On December 14, 2015, expressing its unhappiness at the prolonged delays in the investigations by the CBI, the Court allowed its request for substitution of a senior police official made through the note on administrative issues filed on December 14, 2015. The Court however noted that it expected the CBI to conclude the investigations at the earliest without seeking further extensions or transfer of officials.
The Directorate of Enforcement (ED) had on September 17, 2015 filed the 8th Status Report for July 4, 2015 to September 11, 2015. As per the report, investigations under the Prevention of Money Laundering Act, 2012 and the Foreign Exchange Regulation Act, 1973 in respect of 43 companies were being carried out. Refraining from commenting on the progress made by the ED, the Court directed both the ED and the CBI to file their reports up to December 31, 2015, by January 5, 2016. The matter has been listed for January 11, 2016.
Regarding the CVC reports of July 27 & 28 and September 3, 2015 and letter of October 16, 2015, the Court stated that the same had been taken on record and would be dealt with on January 11, 2016 itself.
Noting that the Enquiry Committee constituted by the Court had started its functions from September 15, 2015, it directed the UOI to grant remuneration to the members and staff of the Committee. This high level committee headed by a former CBI Director, (Mr. Sharma) was constituted by the Court to ascertain whether the investigations conducted by CBI had been influenced in any manner by Mr. Ranjit Sinha in respect of the accused in the case. The Court’s also granted permission to Mr. Sharma to access the original Visitor’s Register maintained at the residence of Mr. Sinha and the list of the names of 23 personnel and four CBI constables working at his residential establishment (which had been directed to be kept in a sealed cover).
Previously this matter was taken up on December 7, 2015 when the Court had granted time to Mr. Sharma and listed the matter for December 14. The matter had similarly come up in October/ November 2015 but was deferred for later dates.
On January 23, 2017, the Supreme Court allowed the prayer in the IA 13 filed by Common Cause for the constitution of a Special Investigating Team (SIT) to probe the abuse of authority by Ranjit Sinha while he was the Director CBI. The Court has entrusted the CBI with the enquiry and decided not to appoint an outside body. The Court clarified that it had not expressed any opinion on the merits of the allegations made in the IA nor made any comment on the contents of the report prepared by Mr M.L. Sharma and his team, except that a prima facie case had definitely been made out for investigation into the abuse of authority by Mr Ranjit Sinha in terms of the report. Holding the matter to be of considerable public importance, the Court emphasized that it should be taken up with due earnestness. It directed that a copy of the order be provided to the Director, CBI so as to enable him, on the next date of hearing, to indicate the composition of his team and the time required to complete the investigations.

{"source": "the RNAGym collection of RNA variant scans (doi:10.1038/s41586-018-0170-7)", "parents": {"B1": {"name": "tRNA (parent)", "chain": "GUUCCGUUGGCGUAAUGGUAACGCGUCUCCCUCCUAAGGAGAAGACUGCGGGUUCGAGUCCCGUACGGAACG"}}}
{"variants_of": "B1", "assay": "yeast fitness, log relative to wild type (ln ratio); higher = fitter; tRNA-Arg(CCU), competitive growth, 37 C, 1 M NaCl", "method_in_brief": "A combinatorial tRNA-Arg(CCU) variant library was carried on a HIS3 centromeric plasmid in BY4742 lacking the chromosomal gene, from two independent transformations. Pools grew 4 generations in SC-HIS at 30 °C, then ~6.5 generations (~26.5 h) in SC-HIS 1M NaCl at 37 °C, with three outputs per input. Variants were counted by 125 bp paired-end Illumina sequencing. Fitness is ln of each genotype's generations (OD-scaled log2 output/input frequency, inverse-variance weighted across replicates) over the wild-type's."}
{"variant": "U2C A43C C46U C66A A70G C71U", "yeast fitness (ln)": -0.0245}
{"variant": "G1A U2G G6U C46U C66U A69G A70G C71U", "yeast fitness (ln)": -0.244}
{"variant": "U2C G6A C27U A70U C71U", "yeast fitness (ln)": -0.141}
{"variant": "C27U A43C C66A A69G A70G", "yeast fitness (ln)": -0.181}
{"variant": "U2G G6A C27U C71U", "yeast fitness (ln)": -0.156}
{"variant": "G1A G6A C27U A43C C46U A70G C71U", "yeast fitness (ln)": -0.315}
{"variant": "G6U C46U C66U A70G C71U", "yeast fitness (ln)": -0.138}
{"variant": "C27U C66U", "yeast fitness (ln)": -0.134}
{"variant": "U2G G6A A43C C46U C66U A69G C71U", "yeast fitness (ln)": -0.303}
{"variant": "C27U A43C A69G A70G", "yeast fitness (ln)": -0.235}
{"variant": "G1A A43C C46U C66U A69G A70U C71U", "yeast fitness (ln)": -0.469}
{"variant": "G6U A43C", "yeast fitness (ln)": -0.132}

During the hearing on January 30, 2017, the Court directed the CBI to complete its investigation and file charge sheets in pending coal scam cases as expeditiously as possible, and in some cases by February 2017. The Bench advised the CBI against unnecessary delays in the filing of charge sheets in cases in which the investigation was already over.
The Court refused to entertain Ranjit Sinha's plea to modify investigation orders against him, restricting its order to calling the probe “an enquiry” and not term it as “an investigation”. Invoking the SC’s recent dismissal of documentary material produced in the Sahara-Birla pay-offs case, the former CBI Director on January 30, 2017, sought modification in the Court’s order of January 27, 2017, order. Mr Sinha’s counsel made a reference to how the Supreme Court refused to even direct the registration of an FIR into the Sahara-Birla pay-offs case in which top politicians, including the Prime Minister, were accused of receiving kickbacks from Sahara and Birla group of companies for alleged favours. The Bench, however, refused to entertain his plea as the order had already been passed and a modification could be sought under a separate plea for recall of the order. In the hearing on March 24, 2017, his plea for recall was formally dismissed.
In the hearing on December 4, 2017, the Bench directed the SIT to submit its status report to the Court within four weeks. It is listed for hearing on 15 January 2018.